I have to say the on thing I take away from Bjorns videos is that he has made his mind up that driving fast and charging often is the most efficient way, based on some early finding but that doesn't always prove true for all EVs so then he blames the EV. He also uses cruise on some cars but not others which gives inconsistent results. I find driving with traffic and slowing a little to maximise range when below 25% remaining means you get good range and confidence to drop to 10-15% before charging knowing you've still got a bit of contingency range if you find an offline charger location. But your results may vary of course.



Did you also base your Zoe figures on the ev-database or on your own findings? I personally find the EV-database very inaccurate, they speculate on cars before release then never revisit once the car is on the market.

I also find WLTP to be more of an poor estimate. Too easily gamed by manufacturers. A couple of miles at 80mph doing 2mpkWh has little impact if you've tailored your EV to be mega efficient at 56mph.

At 70mph I find most EVs get the same mpkWh. 3.6 -3.7. But its pretty hard to drive any meaningful distance at 70mph due to traffic. My findings are based on mixed driving, dual carriageway, single carriage way A roads and more rural B roads.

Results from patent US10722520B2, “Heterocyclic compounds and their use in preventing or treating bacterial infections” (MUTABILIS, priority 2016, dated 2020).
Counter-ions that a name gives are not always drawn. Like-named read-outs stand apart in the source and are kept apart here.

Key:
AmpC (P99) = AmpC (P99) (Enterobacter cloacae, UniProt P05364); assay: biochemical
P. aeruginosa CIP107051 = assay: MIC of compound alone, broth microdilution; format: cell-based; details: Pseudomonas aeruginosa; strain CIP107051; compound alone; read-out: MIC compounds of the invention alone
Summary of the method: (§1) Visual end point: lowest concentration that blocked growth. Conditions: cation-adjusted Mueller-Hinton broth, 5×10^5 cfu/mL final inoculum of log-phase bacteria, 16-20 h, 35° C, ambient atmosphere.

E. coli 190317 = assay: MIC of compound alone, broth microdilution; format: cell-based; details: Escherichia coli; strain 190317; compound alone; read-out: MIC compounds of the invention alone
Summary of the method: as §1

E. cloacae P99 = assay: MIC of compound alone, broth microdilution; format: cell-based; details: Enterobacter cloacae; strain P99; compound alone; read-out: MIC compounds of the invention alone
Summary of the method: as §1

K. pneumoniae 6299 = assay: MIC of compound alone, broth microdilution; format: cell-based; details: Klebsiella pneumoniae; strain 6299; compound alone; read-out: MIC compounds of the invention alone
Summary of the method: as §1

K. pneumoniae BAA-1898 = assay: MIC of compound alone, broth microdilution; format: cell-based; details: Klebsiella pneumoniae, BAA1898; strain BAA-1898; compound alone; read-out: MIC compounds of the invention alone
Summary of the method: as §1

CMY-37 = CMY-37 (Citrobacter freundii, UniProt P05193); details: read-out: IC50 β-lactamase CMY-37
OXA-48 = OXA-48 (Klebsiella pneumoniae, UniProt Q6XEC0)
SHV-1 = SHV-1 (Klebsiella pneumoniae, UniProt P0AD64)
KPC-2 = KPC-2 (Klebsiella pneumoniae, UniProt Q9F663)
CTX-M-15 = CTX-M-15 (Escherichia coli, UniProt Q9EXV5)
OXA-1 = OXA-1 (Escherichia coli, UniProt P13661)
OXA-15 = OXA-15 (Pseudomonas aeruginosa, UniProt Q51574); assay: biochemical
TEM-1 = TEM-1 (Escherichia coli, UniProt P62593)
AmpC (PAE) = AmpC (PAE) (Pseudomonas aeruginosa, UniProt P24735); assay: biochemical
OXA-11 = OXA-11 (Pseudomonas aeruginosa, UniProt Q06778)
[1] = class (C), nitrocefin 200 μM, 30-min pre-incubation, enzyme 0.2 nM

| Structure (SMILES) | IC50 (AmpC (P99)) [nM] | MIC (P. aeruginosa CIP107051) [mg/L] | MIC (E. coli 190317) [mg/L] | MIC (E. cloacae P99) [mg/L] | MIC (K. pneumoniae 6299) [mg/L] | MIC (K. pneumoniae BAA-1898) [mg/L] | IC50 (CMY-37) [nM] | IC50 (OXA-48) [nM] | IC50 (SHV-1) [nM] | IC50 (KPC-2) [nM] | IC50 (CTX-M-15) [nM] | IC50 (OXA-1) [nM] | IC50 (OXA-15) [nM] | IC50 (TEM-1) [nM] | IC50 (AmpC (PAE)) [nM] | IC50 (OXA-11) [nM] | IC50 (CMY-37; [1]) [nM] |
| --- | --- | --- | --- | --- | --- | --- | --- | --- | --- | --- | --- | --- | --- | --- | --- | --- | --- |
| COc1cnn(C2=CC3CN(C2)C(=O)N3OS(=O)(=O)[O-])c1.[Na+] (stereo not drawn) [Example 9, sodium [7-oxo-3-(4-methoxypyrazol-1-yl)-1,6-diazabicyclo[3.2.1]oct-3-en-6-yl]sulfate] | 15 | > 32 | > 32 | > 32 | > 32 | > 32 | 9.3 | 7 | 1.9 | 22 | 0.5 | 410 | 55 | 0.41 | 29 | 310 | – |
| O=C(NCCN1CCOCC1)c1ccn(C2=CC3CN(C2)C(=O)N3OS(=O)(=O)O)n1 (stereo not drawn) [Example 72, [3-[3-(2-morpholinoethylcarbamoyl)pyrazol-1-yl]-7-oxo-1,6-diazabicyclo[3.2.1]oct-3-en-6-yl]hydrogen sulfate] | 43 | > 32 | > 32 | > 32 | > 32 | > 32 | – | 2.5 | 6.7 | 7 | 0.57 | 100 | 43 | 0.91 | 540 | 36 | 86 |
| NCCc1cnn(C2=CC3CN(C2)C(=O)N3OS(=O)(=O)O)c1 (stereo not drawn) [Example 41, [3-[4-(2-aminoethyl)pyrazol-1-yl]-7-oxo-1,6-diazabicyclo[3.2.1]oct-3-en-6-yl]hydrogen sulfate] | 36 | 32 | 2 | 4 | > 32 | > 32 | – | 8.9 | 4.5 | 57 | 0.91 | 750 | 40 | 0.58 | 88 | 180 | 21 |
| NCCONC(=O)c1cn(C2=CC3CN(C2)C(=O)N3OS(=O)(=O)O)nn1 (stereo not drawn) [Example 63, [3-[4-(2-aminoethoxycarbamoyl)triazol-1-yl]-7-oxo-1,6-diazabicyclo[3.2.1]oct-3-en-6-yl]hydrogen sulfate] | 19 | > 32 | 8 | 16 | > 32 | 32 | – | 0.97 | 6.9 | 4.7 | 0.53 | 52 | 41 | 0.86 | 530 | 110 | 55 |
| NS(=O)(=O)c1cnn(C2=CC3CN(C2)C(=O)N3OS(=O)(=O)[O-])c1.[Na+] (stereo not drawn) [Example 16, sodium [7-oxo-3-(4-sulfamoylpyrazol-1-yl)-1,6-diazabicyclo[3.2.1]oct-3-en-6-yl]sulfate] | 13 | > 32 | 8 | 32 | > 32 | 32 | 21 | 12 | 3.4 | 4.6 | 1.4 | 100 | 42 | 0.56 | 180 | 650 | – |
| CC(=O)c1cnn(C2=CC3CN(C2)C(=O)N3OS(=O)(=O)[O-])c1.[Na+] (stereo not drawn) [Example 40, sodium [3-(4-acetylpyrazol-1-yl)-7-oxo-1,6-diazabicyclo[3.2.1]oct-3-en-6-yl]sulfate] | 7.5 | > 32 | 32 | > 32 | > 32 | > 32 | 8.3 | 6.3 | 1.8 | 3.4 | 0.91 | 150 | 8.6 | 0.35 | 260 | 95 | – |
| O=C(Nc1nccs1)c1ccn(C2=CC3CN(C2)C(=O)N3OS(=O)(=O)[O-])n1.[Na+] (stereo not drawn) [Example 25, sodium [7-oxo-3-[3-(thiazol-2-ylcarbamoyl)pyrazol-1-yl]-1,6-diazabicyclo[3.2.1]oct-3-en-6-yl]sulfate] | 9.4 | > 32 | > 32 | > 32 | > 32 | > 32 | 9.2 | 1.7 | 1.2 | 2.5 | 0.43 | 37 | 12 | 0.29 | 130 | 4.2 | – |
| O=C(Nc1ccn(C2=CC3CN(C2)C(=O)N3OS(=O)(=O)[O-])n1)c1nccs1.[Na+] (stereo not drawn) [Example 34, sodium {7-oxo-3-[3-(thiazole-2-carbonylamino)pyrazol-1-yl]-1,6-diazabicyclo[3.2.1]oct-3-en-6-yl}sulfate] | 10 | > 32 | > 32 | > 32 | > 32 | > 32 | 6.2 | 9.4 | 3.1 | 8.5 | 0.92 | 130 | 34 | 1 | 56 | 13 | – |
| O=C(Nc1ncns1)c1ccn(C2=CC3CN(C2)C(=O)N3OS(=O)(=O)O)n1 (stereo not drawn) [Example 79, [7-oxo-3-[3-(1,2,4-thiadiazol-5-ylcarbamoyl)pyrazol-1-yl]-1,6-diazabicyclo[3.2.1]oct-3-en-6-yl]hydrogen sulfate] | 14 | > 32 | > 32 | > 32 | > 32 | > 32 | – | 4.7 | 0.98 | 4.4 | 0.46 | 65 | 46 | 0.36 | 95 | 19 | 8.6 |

Why? Looks like a dash, give you the info you need without looking like a glary 10" computer screen?
Indeed, Bjorn's a biased in what counts as ideal driving, plus not many do 1000km in a stretch regularly, and I would also extend this to the idea that he makes up his mind about a car before driving it, which doesn't allow him to learn from the first 2-3 legs how the car behaves. On the other hand, he does find sometimes weak points that would go unnoticed for a long time, such as cruise control not using regen or specific triggers for lower charge rate.

I doubt WLTP or any other test would provide a reasonable number, since there are too many variables to account for (temperature, road conditions, topography, car weight - 1 person vs 3 people, different speeds), but, from experience I had so far, 18kWh/100km (3.4mpkwh) for Zoe <<seems>> achievable in spring (15C, dry roads, pretty much flat road, 2 people in the car, mixed road types). I say seems, because I don't have the patience/reason to drive 300+km in one stretch currently; but soon hopefully, if I get the new job.